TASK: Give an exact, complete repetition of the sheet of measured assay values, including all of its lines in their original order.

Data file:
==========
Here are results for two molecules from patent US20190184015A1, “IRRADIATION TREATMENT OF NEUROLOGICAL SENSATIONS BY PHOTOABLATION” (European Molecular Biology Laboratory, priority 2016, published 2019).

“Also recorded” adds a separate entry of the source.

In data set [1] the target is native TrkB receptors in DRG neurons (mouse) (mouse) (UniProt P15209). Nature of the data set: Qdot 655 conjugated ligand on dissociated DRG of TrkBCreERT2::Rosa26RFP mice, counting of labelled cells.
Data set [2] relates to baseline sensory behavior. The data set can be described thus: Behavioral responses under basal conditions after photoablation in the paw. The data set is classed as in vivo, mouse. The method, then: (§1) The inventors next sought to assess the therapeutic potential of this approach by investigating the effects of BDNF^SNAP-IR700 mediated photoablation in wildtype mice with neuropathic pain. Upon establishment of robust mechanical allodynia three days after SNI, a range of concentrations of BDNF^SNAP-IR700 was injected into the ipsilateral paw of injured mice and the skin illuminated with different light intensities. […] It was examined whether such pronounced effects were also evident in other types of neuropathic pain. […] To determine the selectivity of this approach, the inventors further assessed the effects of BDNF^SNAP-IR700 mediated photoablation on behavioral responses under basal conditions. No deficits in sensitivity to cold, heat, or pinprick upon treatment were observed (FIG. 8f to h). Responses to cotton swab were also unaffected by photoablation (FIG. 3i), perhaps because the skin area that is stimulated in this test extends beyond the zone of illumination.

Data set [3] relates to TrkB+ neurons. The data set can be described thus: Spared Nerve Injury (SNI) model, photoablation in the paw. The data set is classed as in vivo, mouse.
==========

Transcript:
Here are results for two molecules from patent US20190184015A1, “IRRADIATION TREATMENT OF NEUROLOGICAL SENSATIONS BY PHOTOABLATION” (European Molecular Biology Laboratory, priority 2016, published 2019).

“Also recorded” adds a separate entry of the source.

In data set [1] the target is native TrkB receptors in DRG neurons (mouse) (mouse) (UniProt P15209). Nature of the data set: Qdot 655 conjugated ligand on dissociated DRG of TrkBCreERT2::Rosa26RFP mice, counting of labelled cells.
Data set [2] relates to baseline sensory behavior. The data set can be described thus: Behavioral responses under basal conditions after photoablation in the paw. The data set is classed as in vivo, mouse. The method, then: (§1) The inventors next sought to assess the therapeutic potential of this approach by investigating the effects of BDNF^SNAP-IR700 mediated photoablation in wildtype mice with neuropathic pain. Upon establishment of robust mechanical allodynia three days after SNI, a range of concentrations of BDNF^SNAP-IR700 was injected into the ipsilateral paw of injured mice and the skin illuminated with different light intensities. […] It was examined whether such pronounced effects were also evident in other types of neuropathic pain. […] To determine the selectivity of this approach, the inventors further assessed the effects of BDNF^SNAP-IR700 mediated photoablation on behavioral responses under basal conditions. No deficits in sensitivity to cold, heat, or pinprick upon treatment were observed (FIG. 8f to h). Responses to cotton swab were also unaffected by photoablation (FIG. 3i), perhaps because the skin area that is stimulated in this test extends beyond the zone of illumination.

Data set [3] relates to TrkB+ neurons. The data set can be described thus: Spared Nerve Injury (SNI) model, photoablation in the paw. The data set is classed as in vivo, mouse.